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Susanne Brandherm, Sabine Krumrey

STYLEPARK SIGEL
A cool head in turbulent times

With seismographic precision and keen intuition, interior architects Susanne Brandherm and Sabine Krumrey are monitoring the changes taking shape in workplaces this year. And there’ll be no swift return to the old normal – because in their office too, things are now very different.
by Adeline Seidel | 10/21/2020

The range of projects that Brandherm + Krumrey handle could not be more diverse, ranging from healthcare to hospitality, and from offices to retail and events. This gives them a comprehensive insight into different work environments, something that has become a major focus time and again since the start of 2020: Do we still need offices and if so, how many of them? How long do we want to remain working remotely from home? And what do we really need in order to be productive? The current agitation is met by the architects at Brandherm + Krumrey with a composure that comes from more than 20 years of professional experience. We join Susanne Brandherm to reflect on her experiences within her own day-to-day office life and her observations within the industry.

Adeline Seidel: Let’s think back over the past few months. How has the work culture changed in your offices in Hamburg and Cologne?

Susanne Brandherm: Until the lockdown, we predominantly all worked together in the office. Therefore, working remotely from home was something of a rarity. That undoubtedly has a lot to do with our industry, because rapid exchange of ideas between the project teams is simply quicker and easier across desks than it is via chat or telephone. On top of that, it’s no fun planning and drawing on a small laptop screen. Then during the spring it was just me and one colleague in the office – everyone else was working from home.

Was that a culture shock?

Susanne Brandherm: (Laughs) We were certainly all surprised at how well it functioned. We retained important formats for exchange, such as our Monday team meeting, which then just took place digitally.

Certainly, the abrupt change in day-to-day work must have brought about some lasting changes in your office. What lessons have you and your team learned from it?

Susanne Brandherm: We carried out a survey internally. On the one hand, a large proportion of the autonomous work and the goal-oriented, efficient video conferences worked well. The personal contact, though, poring over projects together in the office, the office grapevine, the well-equipped workplace – people also found they missed all of that. There are even colleagues who did not expect to come back to the office in the end at all, for whom working from home was simply not a problem. That’s why – also dictated of course by distancing rules and infection risk – we are currently operating the model of the “half office”: This means that while half the workforce is working in the office, the rest are at home.

Have you also made changes to your premises?

Susanne Brandherm: Even before the pandemic, we had communication areas for smaller team meetings and discussions, as well as places to which we could retreat when we needed somewhere quiet, so we haven’t changed anything spatially. However, we have created a large video conference area, which offers a certain level of quality both technically and spatially. On top of that, we have also learned once again to appreciate our outdoor space as an extension to the workplace and a place to meet up.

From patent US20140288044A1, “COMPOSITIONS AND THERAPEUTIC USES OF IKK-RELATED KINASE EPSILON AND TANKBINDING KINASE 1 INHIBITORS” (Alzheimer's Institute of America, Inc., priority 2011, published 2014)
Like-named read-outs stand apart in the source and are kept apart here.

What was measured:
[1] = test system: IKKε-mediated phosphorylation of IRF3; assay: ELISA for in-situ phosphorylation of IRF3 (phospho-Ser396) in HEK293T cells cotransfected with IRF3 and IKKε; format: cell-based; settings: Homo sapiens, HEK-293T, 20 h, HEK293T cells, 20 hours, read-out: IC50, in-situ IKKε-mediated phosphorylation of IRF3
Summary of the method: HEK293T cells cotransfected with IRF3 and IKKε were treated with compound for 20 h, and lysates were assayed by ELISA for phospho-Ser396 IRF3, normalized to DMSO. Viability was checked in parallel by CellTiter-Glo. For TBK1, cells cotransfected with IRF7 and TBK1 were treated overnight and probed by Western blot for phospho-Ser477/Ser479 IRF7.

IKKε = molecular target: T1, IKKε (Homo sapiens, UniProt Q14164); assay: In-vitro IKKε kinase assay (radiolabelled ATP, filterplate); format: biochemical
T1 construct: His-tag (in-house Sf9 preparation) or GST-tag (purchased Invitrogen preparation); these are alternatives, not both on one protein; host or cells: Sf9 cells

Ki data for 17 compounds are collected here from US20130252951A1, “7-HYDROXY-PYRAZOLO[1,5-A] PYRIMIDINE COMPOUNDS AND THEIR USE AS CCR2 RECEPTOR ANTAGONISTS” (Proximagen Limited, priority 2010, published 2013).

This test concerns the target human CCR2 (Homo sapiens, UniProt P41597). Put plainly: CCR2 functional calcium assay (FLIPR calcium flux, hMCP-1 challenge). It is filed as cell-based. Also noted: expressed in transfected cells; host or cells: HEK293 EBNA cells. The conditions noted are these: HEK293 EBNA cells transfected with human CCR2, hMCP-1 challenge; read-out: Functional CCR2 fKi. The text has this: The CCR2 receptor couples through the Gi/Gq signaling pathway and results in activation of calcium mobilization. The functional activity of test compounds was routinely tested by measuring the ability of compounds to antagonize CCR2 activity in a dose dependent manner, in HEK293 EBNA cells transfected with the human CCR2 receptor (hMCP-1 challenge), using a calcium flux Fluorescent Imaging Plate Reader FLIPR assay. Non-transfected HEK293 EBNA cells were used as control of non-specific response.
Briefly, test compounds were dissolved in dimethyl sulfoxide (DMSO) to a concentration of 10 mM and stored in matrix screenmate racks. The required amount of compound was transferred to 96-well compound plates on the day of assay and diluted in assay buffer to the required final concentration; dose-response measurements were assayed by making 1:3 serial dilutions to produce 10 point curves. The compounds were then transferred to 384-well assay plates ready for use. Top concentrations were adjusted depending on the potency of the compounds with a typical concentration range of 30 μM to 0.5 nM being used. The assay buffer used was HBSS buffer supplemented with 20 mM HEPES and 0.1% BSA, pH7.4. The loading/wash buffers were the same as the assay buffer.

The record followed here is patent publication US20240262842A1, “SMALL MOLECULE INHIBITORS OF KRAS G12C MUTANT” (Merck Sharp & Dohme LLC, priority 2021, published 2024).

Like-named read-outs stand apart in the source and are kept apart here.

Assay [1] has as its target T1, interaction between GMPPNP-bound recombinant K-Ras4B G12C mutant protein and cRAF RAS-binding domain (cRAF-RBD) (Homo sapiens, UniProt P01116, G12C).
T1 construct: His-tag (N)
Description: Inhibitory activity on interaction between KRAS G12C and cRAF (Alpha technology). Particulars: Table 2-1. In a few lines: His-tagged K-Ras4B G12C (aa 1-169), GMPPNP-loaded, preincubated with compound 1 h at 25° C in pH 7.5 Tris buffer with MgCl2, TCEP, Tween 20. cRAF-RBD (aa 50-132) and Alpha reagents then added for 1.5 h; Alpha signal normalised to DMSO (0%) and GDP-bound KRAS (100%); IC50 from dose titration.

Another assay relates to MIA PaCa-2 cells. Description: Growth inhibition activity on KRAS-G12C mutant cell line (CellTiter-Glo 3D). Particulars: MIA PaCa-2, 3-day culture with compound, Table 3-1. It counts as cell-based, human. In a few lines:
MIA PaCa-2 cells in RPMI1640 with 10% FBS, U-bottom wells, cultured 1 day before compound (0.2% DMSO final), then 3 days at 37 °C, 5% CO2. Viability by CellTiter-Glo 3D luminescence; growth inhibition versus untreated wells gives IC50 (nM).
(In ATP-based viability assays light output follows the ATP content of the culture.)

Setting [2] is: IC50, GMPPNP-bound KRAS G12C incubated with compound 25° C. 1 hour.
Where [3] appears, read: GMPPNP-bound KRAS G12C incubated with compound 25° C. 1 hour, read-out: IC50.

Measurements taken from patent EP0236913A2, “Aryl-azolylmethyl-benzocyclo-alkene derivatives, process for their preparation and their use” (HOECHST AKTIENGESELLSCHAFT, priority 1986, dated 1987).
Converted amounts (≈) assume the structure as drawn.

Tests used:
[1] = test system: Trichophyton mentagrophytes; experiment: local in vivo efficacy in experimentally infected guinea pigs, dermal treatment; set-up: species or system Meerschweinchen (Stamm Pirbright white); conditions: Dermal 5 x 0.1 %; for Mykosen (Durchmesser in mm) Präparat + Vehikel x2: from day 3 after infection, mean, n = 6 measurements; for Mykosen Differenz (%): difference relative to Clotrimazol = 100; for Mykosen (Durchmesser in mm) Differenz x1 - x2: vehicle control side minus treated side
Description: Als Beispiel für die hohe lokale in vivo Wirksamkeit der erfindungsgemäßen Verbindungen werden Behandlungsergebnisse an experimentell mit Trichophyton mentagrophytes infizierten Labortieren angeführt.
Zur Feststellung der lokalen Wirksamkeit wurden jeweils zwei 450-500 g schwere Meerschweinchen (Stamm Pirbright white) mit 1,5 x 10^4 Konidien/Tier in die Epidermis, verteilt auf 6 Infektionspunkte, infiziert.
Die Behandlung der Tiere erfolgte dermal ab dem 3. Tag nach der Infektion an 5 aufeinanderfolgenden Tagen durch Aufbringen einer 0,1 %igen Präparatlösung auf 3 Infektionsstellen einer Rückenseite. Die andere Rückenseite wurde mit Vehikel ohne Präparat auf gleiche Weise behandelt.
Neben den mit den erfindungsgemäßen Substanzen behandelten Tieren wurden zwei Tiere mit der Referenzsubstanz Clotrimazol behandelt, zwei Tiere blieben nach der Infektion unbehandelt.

Will you be emerging from the corona crisis with a positive outlook?

Susanne Brandherm: The pandemic has fostered a fresh look at the purpose and possibilities of office spaces, and that’s a good thing. Personally, I’m still championing the office: People need the workplace grapevine, the chance meetings, and just places that are not permanently burdened by personal matters.

How are the findings and changes from the last few months impacting on current office planning?

Susanne Brandherm: We are currently sensing major uncertainty among some companies. A lot of them want to wait to see how their spatial requirements and necessities develop and are reviewing their structures and work processes. In this regard, we are able to support and advise them on the back of our many years of experience in this area. After all, our office plans incorporate a high level of flexibility and this permits various kinds of collaboration and allows you to switch between different workstations. That means our clients have also been able to respond quickly to the current changes and set up greater distances between workstations, for example, or create more spacious settings for meetings.

What do you think makes a successful office?

Susanne Brandherm: It needs as much outdoor space as possible that can be used and enjoyed at least partially even in bad weather. It This represents an important extension of the space for working, meeting and recreation. Inside, it should be easy to open windows, since this has an extremely positive psychological effect, and you need generous spaces for discussion and optimal conditions to accommodate different needs in the workplace. Naturally, it depends to a great extent on the field you’re working in: An agency is structured differently to a law firm, for example, because their work processes differ considerably. Rather than a large cafeteria, it’s better to have smaller zones with conveniences like drinks, coffee, snacks and the like, and thus to facilitate informal exchange among smaller groups of people.

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